A COWELL woman has put a call out on social media encouraging people to go for a drive to towns affected by low rainfall to see the effect it has on people and the region’s farming communities.
Jasmin Piggott lives with her family on a farm on the Cowell-Kimba Road, 10 kilometres outside of Cowell.
Like many farmers on Eastern and Upper Eyre Peninsula, her farm has received very little rainfall, with 3.5 inches received for the whole year.
Mrs Piggott said in communities like Cowell the lack of rain had affected people of all ages and walks of life in different ways.
She said the effects of this year would also hit farmers the following year when it was time to sow for the new cropping season.
“It’s not this year but next that will be tough because (farmers) don’t have the crop (income) from this year,” she said.
“From next year you got all the costs of putting in a crop, and buying seed, super and spray but not necessarily with the income from the previous year.”
Mrs Piggott said these conditions also affected local businesses as when people spend less it could mean cutting hours for staff, which could affect many families including farmers’ wives and partners who this year might be counting on the income.
She relayed her feelings on a Facebook post encouraging people from outside the area to come to communities like Cowell or Arno Bay to talk to the local farmers and spend money by staying the night or having a meal at the local pub.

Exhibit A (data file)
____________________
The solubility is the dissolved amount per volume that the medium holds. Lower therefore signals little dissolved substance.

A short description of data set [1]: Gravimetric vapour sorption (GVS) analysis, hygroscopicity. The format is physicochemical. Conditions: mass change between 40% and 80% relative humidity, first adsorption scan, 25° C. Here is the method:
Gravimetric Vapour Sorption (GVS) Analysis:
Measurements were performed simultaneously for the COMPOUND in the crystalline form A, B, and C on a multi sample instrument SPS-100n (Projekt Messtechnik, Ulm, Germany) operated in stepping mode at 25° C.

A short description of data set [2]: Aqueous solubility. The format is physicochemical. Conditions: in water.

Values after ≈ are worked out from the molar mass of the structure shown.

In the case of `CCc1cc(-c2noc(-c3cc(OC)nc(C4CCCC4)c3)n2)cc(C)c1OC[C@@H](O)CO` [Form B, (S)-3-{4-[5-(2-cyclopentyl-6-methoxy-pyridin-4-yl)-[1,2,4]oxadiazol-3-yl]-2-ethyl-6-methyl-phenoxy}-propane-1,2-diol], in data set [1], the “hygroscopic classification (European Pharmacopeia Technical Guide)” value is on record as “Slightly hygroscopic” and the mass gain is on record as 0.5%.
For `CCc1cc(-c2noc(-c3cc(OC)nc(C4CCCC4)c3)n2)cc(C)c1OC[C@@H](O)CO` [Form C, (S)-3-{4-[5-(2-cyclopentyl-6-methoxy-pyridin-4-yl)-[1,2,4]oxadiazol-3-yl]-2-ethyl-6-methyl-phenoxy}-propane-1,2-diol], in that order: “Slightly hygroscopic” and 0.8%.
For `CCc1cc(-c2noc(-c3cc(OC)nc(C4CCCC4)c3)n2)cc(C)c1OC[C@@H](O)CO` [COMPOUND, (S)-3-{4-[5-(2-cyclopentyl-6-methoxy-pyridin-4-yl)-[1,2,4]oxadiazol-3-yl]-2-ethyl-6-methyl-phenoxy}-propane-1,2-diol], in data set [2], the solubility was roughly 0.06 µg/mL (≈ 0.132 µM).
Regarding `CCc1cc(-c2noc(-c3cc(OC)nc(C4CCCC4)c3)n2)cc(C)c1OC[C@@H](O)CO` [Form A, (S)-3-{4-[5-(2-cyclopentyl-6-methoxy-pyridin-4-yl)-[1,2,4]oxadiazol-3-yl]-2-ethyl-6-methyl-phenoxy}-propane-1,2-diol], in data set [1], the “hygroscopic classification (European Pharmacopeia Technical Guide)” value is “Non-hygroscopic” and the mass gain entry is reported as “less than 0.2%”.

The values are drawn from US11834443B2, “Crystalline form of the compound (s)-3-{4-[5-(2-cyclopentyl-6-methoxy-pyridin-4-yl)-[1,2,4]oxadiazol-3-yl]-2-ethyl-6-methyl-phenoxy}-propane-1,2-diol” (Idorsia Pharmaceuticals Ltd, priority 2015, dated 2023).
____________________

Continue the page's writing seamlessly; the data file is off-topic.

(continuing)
“If you live close to Port Lincoln or Whyalla, come up for a drive, not just in town but go out into the district and show your children what no rain looks like,” she said.
She said supporting a farmer could be simply talking to one to hear what they were going through and what support was needed.
Cowell Home Timber and Hardware owner Kierran ‘Buzz’ Fiegert said he had noticed locals spending less this year across town.
As a local football coach Mr Fiegert said sports clubs also felt the effect from people spending less in the community.
“Hopefully the tourism season picks up this year,” he said.
Mrs Piggott said a recent drive down the peninsula, seeing how some areas had plenty of green crop growth, made her realise how different areas had different experiences this year.
“When you stay in your own bubble you start to get used to no rain,” she said.